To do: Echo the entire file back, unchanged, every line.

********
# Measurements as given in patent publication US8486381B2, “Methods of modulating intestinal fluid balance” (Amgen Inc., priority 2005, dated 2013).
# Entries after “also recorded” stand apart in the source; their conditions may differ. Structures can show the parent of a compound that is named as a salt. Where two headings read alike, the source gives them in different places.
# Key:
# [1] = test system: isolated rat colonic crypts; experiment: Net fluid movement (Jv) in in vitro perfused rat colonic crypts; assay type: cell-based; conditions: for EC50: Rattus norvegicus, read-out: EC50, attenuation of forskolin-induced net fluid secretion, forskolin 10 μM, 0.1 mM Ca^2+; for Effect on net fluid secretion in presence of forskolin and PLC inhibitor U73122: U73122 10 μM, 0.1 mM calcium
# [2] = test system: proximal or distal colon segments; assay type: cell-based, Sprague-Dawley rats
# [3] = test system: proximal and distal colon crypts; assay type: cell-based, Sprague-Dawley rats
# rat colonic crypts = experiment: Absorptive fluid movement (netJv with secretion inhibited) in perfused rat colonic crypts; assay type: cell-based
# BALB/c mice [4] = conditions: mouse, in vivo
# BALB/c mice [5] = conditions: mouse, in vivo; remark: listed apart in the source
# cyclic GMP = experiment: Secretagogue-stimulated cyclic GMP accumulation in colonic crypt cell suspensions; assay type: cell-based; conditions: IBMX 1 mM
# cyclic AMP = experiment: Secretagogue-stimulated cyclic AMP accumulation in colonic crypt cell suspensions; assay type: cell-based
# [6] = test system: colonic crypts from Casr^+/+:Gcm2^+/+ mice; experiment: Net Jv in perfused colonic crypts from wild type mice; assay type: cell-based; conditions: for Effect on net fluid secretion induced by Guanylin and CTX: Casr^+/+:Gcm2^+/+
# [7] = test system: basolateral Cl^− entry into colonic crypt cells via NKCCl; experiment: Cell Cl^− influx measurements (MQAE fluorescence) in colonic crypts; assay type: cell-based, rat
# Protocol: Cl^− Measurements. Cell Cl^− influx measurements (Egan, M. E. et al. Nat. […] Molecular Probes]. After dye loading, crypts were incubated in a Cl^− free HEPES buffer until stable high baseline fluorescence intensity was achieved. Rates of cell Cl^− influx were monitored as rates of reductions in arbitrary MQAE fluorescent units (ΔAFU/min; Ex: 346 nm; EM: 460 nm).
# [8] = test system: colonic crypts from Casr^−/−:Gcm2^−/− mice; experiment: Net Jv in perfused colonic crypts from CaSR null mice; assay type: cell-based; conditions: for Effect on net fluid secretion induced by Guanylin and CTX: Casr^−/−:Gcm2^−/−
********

# Measurements as given in patent publication US8486381B2, “Methods of modulating intestinal fluid balance” (Amgen Inc., priority 2005, dated 2013).
# Entries after “also recorded” stand apart in the source; their conditions may differ. Structures can show the parent of a compound that is named as a salt. Where two headings read alike, the source gives them in different places.
# Key:
# [1] = test system: isolated rat colonic crypts; experiment: Net fluid movement (Jv) in in vitro perfused rat colonic crypts; assay type: cell-based; conditions: for EC50: Rattus norvegicus, read-out: EC50, attenuation of forskolin-induced net fluid secretion, forskolin 10 μM, 0.1 mM Ca^2+; for Effect on net fluid secretion in presence of forskolin and PLC inhibitor U73122: U73122 10 μM, 0.1 mM calcium
# [2] = test system: proximal or distal colon segments; assay type: cell-based, Sprague-Dawley rats
# [3] = test system: proximal and distal colon crypts; assay type: cell-based, Sprague-Dawley rats
# rat colonic crypts = experiment: Absorptive fluid movement (netJv with secretion inhibited) in perfused rat colonic crypts; assay type: cell-based
# BALB/c mice [4] = conditions: mouse, in vivo
# BALB/c mice [5] = conditions: mouse, in vivo; remark: listed apart in the source
# cyclic GMP = experiment: Secretagogue-stimulated cyclic GMP accumulation in colonic crypt cell suspensions; assay type: cell-based; conditions: IBMX 1 mM
# cyclic AMP = experiment: Secretagogue-stimulated cyclic AMP accumulation in colonic crypt cell suspensions; assay type: cell-based
# [6] = test system: colonic crypts from Casr^+/+:Gcm2^+/+ mice; experiment: Net Jv in perfused colonic crypts from wild type mice; assay type: cell-based; conditions: for Effect on net fluid secretion induced by Guanylin and CTX: Casr^+/+:Gcm2^+/+
# [7] = test system: basolateral Cl^− entry into colonic crypt cells via NKCCl; experiment: Cell Cl^− influx measurements (MQAE fluorescence) in colonic crypts; assay type: cell-based, rat
# Protocol: Cl^− Measurements. Cell Cl^− influx measurements (Egan, M. E. et al. Nat. […] Molecular Probes]. After dye loading, crypts were incubated in a Cl^− free HEPES buffer until stable high baseline fluorescence intensity was achieved. Rates of cell Cl^− influx were monitored as rates of reductions in arbitrary MQAE fluorescent units (ΔAFU/min; Ex: 346 nm; EM: 460 nm).
# [8] = test system: colonic crypts from Casr^−/−:Gcm2^−/− mice; experiment: Net Jv in perfused colonic crypts from CaSR null mice; assay type: cell-based; conditions: for Effect on net fluid secretion induced by Guanylin and CTX: Casr^−/−:Gcm2^−/−